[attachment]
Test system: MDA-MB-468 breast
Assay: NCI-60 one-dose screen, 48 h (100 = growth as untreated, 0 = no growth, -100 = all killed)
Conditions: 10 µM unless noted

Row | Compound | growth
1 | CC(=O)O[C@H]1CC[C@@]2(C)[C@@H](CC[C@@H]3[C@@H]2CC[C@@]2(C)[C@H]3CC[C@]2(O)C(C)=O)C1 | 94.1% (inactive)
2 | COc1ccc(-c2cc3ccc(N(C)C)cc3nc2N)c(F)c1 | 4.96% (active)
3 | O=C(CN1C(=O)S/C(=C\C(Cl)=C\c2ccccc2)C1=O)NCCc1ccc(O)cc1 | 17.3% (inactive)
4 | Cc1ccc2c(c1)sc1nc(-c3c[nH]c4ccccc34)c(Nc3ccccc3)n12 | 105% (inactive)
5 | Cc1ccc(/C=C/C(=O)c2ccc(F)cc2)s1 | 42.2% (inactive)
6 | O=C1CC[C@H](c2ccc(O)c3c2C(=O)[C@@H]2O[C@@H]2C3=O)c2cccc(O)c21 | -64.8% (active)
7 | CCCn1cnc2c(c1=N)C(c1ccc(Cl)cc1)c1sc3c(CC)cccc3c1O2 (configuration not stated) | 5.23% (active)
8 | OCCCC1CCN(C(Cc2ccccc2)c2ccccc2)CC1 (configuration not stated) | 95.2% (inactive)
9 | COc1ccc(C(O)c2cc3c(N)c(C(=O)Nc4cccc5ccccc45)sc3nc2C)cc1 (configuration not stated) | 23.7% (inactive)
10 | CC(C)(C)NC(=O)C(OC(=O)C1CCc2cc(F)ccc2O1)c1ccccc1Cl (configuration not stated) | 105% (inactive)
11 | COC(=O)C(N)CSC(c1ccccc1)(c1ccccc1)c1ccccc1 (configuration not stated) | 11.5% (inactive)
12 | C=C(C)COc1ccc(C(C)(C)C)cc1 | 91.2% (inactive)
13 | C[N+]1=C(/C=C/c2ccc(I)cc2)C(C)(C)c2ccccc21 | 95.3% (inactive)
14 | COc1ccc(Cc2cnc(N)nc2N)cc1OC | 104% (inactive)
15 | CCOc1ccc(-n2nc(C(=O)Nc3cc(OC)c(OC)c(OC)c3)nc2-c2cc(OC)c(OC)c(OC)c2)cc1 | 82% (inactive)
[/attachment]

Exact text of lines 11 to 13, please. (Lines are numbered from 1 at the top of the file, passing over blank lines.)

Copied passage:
7 | CCCn1cnc2c(c1=N)C(c1ccc(Cl)cc1)c1sc3c(CC)cccc3c1O2 (configuration not stated) | 5.23% (active)
8 | OCCCC1CCN(C(Cc2ccccc2)c2ccccc2)CC1 (configuration not stated) | 95.2% (inactive)
9 | COc1ccc(C(O)c2cc3c(N)c(C(=O)Nc4cccc5ccccc45)sc3nc2C)cc1 (configuration not stated) | 23.7% (inactive)